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Titolo:
The compartment syndrome of the abdominal cavity: A state of the art review
Autore:
Wittmann, DH; Iskander, GA;
Indirizzi:
Med Coll Wisconsin, Milwaukee, WI 53226 USA Med Coll Wisconsin Milwaukee WI USA 53226 consin, Milwaukee, WI 53226 USA
Titolo Testata:
JOURNAL OF INTENSIVE CARE MEDICINE
fascicolo: 4, volume: 15, anno: 2000,
pagine: 201 - 220
SICI:
0885-0666(200007/08)15:4<201:TCSOTA>2.0.ZU;2-9
Fonte:
ISI
Lingua:
ENG
Soggetto:
INCREASED INTRAABDOMINAL PRESSURE; PLANNED MULTIPLE LAPAROTOMIES; INDUCED WEIGHT-LOSS; LAPAROSCOPIC CHOLECYSTECTOMY; INTRACRANIAL-PRESSURE; DAMAGE CONTROL; INJURED PATIENTS; CARBON-DIOXIDE; RENAL-FUNCTION; BLOOD-FLOW;
Tipo documento:
Review
Natura:
Periodico
Settore Disciplinare:
Clinical Medicine
Citazioni:
146
Recensione:
Indirizzi per estratti:
Indirizzo: Wittmann, DH Med Coll Wisconsin, Milwaukee, WI 53226 USA Med Coll Wisconsin Milwaukee WI USA 53226 ukee, WI 53226 USA
Citazione:
D.H. Wittmann e G.A. Iskander, "The compartment syndrome of the abdominal cavity: A state of the art review", J INTENS C, 15(4), 2000, pp. 201-220

Abstract

Abdominal compartment syndrome gains increasing recognition. It impairs physiology and requires treatment. It occurs more commonly with acute rather than chronic abdominal hypertension. Functional impairments involve the cardiovascular system, respiratory system, hepatic, renal, and gastrointestinal function, and intracranial pressure. Abdominal hypertension decreases venous return, increases systemic vascular resistance and intrathoracic pressure, and therefore reduces cardiac output. It also adversely affects cardiovascular monitoring. Tn the presence of increased abdominal pressure, atelectasis and pneumonia are likely to develop and impaired ventilation may leadto respiratory failure. Also, blued flow to the liver and kidney may be reduced, resulting in functional impairment of both organs. The adverse effects on gastrointestinal function result from impairing lymphatic, venous, and arterial flow. Anastomotic healing may become a problem under these circumstances. Decreased venous return through the inferior vena cava in obese patients may lead to venous stasis ulcers and hemorrhage. The correlation ofincreased intracranial pressure and intra-abdominal pressure may be a problem for trauma patients with simultaneous injuries to the head and the abdomen. There are three severity grades of increased intra-abdominal pressure:Acute sustained elevation of intra-abdominal pressure above 10-20 mmHg is called mild abdominal hypertension. Physiologic effects are generally well compensated and usually clinically nonsignificant. Nonoperative therapy maybe required. Moderate hypertension is defined as sustained elevation of 21-35 mmHg. Therapy is generally necessary. Surgical abdominal decompression may be critical. Severe hypertension or abdominal compartment syndrome is defined as sustained elevation above 35 mmHg. Operative decompression is always indicated. The gap between the abdominal wound edges must be temporarily covered to prevent fascia retraction and formation of a huge hernia. All detrimental effects of elevated intra-abdominal pressure and the methods and benefits of its decompression have been well studied, both in the laboratory. and in clinical practice. Diagnostic suspicion may be confirmed with objective measurements of intra-abdominal pressure to select patients who may benefit from decompression. Operative decompression is achieved by abdominal fasciotomy and covering the fascial gap with mesh made of Marlex(R), Gore-Tex(R), silastic, or by a Velcro-like closure mesh (artificial bur), Allmeshes help to effectively decompress the abdomen. The artificial bur offers further advantages by permitting successive reapproximation of the fascia until final fascial closure, and avoiding the fistula and hernia formation seen with the other meshes.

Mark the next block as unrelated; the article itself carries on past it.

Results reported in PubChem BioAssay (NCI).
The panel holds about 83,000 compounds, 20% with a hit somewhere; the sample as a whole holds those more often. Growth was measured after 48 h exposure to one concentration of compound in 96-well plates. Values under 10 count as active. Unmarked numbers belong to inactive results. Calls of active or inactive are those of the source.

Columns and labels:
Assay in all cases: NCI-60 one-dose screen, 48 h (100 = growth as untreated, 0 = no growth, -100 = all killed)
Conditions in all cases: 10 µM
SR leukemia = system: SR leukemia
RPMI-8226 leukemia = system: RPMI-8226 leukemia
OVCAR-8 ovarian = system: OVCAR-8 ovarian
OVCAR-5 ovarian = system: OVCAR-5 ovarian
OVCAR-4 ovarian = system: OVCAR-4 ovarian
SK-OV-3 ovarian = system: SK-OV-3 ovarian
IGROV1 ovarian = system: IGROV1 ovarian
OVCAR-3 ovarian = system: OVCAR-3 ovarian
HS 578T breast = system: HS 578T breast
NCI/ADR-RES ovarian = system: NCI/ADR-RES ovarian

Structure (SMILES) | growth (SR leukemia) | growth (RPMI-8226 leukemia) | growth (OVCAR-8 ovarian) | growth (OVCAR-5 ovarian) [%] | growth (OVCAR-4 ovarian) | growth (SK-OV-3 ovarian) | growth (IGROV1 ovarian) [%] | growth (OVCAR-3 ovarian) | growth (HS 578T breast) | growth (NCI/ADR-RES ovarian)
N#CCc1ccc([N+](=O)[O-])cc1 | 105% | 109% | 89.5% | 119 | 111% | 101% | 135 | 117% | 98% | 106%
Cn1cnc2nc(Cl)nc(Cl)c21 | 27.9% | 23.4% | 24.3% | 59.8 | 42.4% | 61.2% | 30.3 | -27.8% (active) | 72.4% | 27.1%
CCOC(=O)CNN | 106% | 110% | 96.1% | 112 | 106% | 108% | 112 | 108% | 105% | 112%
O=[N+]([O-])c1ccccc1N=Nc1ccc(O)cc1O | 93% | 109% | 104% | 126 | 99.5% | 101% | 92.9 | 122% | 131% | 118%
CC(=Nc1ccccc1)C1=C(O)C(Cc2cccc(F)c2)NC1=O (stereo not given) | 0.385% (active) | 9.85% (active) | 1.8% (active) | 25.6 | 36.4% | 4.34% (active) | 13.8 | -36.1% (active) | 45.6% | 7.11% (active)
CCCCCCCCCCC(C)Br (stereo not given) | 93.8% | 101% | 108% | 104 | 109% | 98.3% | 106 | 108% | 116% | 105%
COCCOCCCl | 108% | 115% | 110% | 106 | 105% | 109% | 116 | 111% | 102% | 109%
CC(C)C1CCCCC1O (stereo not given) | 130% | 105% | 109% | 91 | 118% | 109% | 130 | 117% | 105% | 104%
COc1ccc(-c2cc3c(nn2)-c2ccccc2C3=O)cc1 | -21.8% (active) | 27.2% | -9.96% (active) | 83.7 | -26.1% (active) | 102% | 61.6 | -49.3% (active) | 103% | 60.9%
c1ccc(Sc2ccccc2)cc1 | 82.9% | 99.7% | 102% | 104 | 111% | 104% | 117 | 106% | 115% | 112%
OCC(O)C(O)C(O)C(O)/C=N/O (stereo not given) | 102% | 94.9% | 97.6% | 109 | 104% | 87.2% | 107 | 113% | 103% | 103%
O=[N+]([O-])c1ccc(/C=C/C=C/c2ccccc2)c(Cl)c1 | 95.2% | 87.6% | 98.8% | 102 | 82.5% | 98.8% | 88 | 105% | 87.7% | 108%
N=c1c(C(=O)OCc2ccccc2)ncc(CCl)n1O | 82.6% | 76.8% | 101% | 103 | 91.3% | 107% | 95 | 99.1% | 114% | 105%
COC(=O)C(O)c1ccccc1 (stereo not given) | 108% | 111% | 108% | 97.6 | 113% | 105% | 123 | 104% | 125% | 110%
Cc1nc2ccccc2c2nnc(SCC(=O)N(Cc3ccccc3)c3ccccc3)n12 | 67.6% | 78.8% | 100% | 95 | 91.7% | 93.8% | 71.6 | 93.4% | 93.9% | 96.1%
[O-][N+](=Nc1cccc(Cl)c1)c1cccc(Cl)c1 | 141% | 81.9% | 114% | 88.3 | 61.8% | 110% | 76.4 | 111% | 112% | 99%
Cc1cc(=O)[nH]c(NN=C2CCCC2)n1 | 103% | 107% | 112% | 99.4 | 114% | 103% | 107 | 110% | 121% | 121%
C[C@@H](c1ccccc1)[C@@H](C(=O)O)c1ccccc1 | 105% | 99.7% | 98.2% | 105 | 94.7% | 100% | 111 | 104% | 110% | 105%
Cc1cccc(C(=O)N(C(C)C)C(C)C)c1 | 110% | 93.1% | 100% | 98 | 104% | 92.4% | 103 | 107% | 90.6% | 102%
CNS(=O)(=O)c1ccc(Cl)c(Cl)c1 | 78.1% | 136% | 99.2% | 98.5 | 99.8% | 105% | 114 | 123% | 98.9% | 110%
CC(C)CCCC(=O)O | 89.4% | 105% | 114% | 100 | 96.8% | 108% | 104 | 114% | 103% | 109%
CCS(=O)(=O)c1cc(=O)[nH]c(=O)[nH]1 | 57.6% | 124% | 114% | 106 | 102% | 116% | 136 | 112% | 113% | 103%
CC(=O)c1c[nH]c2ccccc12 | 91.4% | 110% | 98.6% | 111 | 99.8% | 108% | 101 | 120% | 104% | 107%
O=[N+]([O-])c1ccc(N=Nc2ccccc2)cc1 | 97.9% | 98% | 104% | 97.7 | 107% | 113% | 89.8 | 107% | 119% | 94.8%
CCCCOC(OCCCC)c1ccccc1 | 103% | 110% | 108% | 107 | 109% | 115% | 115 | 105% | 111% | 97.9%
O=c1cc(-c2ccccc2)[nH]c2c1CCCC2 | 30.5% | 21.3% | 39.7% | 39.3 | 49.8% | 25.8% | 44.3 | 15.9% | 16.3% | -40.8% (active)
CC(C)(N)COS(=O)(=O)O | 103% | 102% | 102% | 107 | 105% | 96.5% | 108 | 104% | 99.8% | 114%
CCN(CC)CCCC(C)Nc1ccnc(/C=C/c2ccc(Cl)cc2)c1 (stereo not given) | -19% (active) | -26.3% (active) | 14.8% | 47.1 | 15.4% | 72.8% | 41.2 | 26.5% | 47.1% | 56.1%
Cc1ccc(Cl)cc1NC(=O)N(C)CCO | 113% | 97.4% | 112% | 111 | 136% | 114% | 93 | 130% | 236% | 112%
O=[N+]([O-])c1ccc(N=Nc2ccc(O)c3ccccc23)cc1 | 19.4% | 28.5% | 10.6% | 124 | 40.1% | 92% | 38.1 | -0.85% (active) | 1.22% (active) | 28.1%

ASDD Area Sistemi Dipartimentali e Documentali, Università di Bologna, Catalogo delle riviste ed altri periodici
Documento generato il 29/11/20 alle ore 16:20:35